2012 Year in review: Highs and lows for

January 05 [Sat], 2013, 7:21
Team Canada celebrates bronze medal win in women's soccer at the OlympicsTime is ticking away on 2012 so let's look back onfive of the year's top Canadian sports stories:

5. Canada at the London Olympics

There were high expectations on Canadian athletesheading to the London Summer Olympics. While London put on a great show hosting the Games, Canada's performancewas average. There were highlights like Rosie MacLennan of Toronto winning a trampoline gold and signs of promise for the future withbronze medals by high-jumperDerek Drouin, 22, and diver Jennifer Abel, 20. There also was the disappointment of shot-putter Dylan Armstrong,cyclist Tara Whittenand boxer Mary Spencerfailing to reach the podium. Over the last four years Own the Podium spent $36 million a year on summer athletes. The Canadian Olympic Committee'sgoal in London was to finish among the top 12 countries in medals won.Canada earned 18 medals (one gold, five silver and 12 bronze) to finish 13th.The country'ssports officials have four years to make improvements before the Rio de Janeiro Games.

A lit candle lights up a picture of freestyle skier Sarah Burke (Canadian Press)

4.Ski deaths

Downhill skier Erik Guay had three podium finishes in 2012, ErinMielzynski became the first Canadian since1971 to win a World Cup slalom race, andJean-Philippe Le Guellec became thefirstCanadian ever to win aWorld Cup biathlon event in 2012.Sadly,the year will also be remembered for the death of two skiers. Sarah Burke, 29, a Canadian pioneer in freestyle skiing, died Jan. 10 after suffering a head injury during a training run in the superpipe at a personal sponsor event at the Park City Mountain resort.Nik Zoricic, 29, died from head injuries following aWorld Cup ski-crossrace inGrindelwald, Switzerland. Zoricic's death resulted in calls for FIS, skiing international governing body, to improve safety.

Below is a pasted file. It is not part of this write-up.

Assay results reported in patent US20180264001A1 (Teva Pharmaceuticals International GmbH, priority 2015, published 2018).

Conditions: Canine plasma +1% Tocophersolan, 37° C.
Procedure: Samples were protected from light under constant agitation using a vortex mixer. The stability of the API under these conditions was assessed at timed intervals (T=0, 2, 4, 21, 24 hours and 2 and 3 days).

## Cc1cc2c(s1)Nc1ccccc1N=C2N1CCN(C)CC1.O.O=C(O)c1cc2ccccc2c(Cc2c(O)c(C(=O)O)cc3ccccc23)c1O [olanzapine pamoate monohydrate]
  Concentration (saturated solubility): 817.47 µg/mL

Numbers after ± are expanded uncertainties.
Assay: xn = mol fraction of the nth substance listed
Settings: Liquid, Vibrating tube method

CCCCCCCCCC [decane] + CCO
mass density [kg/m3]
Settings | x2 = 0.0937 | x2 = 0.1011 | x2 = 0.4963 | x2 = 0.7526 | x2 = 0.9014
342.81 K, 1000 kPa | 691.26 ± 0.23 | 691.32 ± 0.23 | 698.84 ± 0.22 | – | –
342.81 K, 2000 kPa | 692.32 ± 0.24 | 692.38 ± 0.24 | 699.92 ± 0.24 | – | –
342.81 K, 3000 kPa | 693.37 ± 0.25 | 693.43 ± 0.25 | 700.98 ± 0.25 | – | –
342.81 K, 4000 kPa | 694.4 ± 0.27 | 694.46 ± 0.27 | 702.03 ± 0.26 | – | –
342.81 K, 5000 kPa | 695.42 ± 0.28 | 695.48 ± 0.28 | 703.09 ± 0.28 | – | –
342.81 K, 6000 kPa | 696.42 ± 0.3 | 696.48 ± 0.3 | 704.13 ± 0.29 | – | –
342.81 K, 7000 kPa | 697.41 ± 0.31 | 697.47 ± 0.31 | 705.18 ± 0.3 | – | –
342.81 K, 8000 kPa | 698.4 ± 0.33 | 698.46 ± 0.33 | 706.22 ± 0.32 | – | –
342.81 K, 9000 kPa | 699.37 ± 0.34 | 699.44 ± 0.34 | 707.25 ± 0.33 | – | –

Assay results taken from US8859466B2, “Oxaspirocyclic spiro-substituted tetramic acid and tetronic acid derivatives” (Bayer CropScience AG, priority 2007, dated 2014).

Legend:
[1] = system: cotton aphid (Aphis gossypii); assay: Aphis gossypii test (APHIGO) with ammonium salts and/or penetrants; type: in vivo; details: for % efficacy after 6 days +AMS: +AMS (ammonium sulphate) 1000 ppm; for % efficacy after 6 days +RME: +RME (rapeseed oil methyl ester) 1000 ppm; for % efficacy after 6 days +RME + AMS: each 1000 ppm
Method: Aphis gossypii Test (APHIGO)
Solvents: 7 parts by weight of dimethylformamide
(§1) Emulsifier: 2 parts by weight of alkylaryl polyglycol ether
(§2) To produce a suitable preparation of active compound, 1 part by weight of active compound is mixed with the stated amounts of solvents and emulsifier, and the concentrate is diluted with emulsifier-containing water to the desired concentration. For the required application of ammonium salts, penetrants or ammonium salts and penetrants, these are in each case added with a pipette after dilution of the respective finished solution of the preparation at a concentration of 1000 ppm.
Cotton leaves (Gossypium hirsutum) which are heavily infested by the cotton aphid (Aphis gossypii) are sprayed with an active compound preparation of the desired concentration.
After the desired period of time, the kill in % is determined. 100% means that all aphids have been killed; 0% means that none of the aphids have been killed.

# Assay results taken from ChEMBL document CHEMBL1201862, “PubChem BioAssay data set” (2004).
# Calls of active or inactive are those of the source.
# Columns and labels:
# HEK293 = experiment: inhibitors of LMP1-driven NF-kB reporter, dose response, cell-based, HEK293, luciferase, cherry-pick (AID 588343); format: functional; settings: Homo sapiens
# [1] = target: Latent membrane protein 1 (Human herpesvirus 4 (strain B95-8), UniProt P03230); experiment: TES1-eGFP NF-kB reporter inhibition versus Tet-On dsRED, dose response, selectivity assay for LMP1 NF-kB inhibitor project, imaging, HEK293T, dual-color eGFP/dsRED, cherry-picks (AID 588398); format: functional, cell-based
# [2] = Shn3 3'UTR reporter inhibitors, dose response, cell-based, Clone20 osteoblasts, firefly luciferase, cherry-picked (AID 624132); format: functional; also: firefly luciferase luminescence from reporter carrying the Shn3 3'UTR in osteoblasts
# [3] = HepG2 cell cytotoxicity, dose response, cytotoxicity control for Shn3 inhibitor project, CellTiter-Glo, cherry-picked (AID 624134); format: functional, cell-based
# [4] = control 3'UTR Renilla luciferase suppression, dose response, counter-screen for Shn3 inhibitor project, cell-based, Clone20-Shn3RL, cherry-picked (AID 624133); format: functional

Canada's Ryder Hesjedal celebrates on the podium after winning the 95th Giro d'Italia (Canadian Press)

3. Ryder Hesjedalwins Giro dItalia

Victoria's Ryder Hesjedal rode his bicycle where no other Canadian had gonebefore with his victory in the Giro d'Italia. He isthe first Canadian to win a Grand Tour event and became the poster boy for young cyclists across the country. His victory also came at a time when American Lance Armstrong was stripped of his seven Tour de France titles for doping and fellow Canadian Michael Barry admitted he used ban substances in the summer of2006 while riding with Armstrong on the U.S. Postal Service Team. Hesjedal rides forGarmin-Barracuda, ateam thatprides itself on its anti-doping stance. Acloud will always hang over cycling but there's hope Hesjedal won't be part offuture doping storms.

Canada players celebrate winning the bronze medal during the women's soccer ceremonies at the 2012 Summer Olympics

2. Canadian womens soccer team wins Olympic bronze

For years money and resources werepoured into the national women's soccer team with little to show in results. A team that had been largely ignored by Canadians suddenly caught the nation's imagination by winning a bronze medal at the London Olympic Games. Typically, national pride was stirredby the perceptionthe United States had cheatedourwomenout of a chance for a gold medal during a controversial semifinal game.Still,captain Christine Sinclair's three-goal performance in a losing effort liftedher to hero status.Hopefully the loveaffairwith women's socceris a lasting relationship, not a fling.

Fans holds signs commenting on the NHL lockout (Canadian Press)

1: The NHL Lockout

We knew there would be acrimony when the NHL owners sat down with the players tocarve up a US$3-billion pot. No one expected the players to be happy about giving up a share of their57 per cent of revenuesand being forced into acontract systemthat would protect the owners from themselves, yet again. But did anybody see this labour dispute creeping towardan entire season being cancelled for the second time in seven years? It's hard to believe anybody's ego would be so big they'd put an entire sport in jeopardy. Yetthe clock keeps ticking. And the scary part is markets in the U.S. which the NHL is desperate to savereally don't care.

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